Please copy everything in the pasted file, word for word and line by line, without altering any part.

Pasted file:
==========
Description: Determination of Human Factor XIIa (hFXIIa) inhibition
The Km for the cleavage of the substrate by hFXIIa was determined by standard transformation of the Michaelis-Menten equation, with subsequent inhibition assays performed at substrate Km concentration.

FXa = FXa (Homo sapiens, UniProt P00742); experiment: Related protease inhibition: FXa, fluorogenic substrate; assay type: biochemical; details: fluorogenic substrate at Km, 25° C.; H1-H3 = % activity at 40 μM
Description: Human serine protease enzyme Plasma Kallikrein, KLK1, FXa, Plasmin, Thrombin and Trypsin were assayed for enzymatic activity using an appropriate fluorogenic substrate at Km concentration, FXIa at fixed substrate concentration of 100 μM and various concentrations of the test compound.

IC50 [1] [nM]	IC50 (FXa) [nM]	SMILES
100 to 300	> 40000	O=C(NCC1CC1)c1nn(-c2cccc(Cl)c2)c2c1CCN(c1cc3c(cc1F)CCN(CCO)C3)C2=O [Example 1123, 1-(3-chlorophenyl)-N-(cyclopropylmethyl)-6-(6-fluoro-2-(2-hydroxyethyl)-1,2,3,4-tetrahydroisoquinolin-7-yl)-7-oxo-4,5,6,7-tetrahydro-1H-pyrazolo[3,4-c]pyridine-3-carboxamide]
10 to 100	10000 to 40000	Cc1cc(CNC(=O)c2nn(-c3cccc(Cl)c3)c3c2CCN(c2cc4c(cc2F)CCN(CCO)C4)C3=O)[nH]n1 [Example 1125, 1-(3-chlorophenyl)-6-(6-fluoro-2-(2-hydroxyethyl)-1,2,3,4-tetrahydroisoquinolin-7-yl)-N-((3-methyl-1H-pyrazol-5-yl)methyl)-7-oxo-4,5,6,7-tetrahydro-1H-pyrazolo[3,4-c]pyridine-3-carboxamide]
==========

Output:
Description: Determination of Human Factor XIIa (hFXIIa) inhibition
The Km for the cleavage of the substrate by hFXIIa was determined by standard transformation of the Michaelis-Menten equation, with subsequent inhibition assays performed at substrate Km concentration.

FXa = FXa (Homo sapiens, UniProt P00742); experiment: Related protease inhibition: FXa, fluorogenic substrate; assay type: biochemical; details: fluorogenic substrate at Km, 25° C.; H1-H3 = % activity at 40 μM
Description: Human serine protease enzyme Plasma Kallikrein, KLK1, FXa, Plasmin, Thrombin and Trypsin were assayed for enzymatic activity using an appropriate fluorogenic substrate at Km concentration, FXIa at fixed substrate concentration of 100 μM and various concentrations of the test compound.

IC50 [1] [nM]	IC50 (FXa) [nM]	SMILES
100 to 300	> 40000	O=C(NCC1CC1)c1nn(-c2cccc(Cl)c2)c2c1CCN(c1cc3c(cc1F)CCN(CCO)C3)C2=O [Example 1123, 1-(3-chlorophenyl)-N-(cyclopropylmethyl)-6-(6-fluoro-2-(2-hydroxyethyl)-1,2,3,4-tetrahydroisoquinolin-7-yl)-7-oxo-4,5,6,7-tetrahydro-1H-pyrazolo[3,4-c]pyridine-3-carboxamide]
10 to 100	10000 to 40000	Cc1cc(CNC(=O)c2nn(-c3cccc(Cl)c3)c3c2CCN(c2cc4c(cc2F)CCN(CCO)C4)C3=O)[nH]n1 [Example 1125, 1-(3-chlorophenyl)-6-(6-fluoro-2-(2-hydroxyethyl)-1,2,3,4-tetrahydroisoquinolin-7-yl)-N-((3-methyl-1H-pyrazol-5-yl)methyl)-7-oxo-4,5,6,7-tetrahydro-1H-pyrazolo[3,4-c]pyridine-3-carboxamide]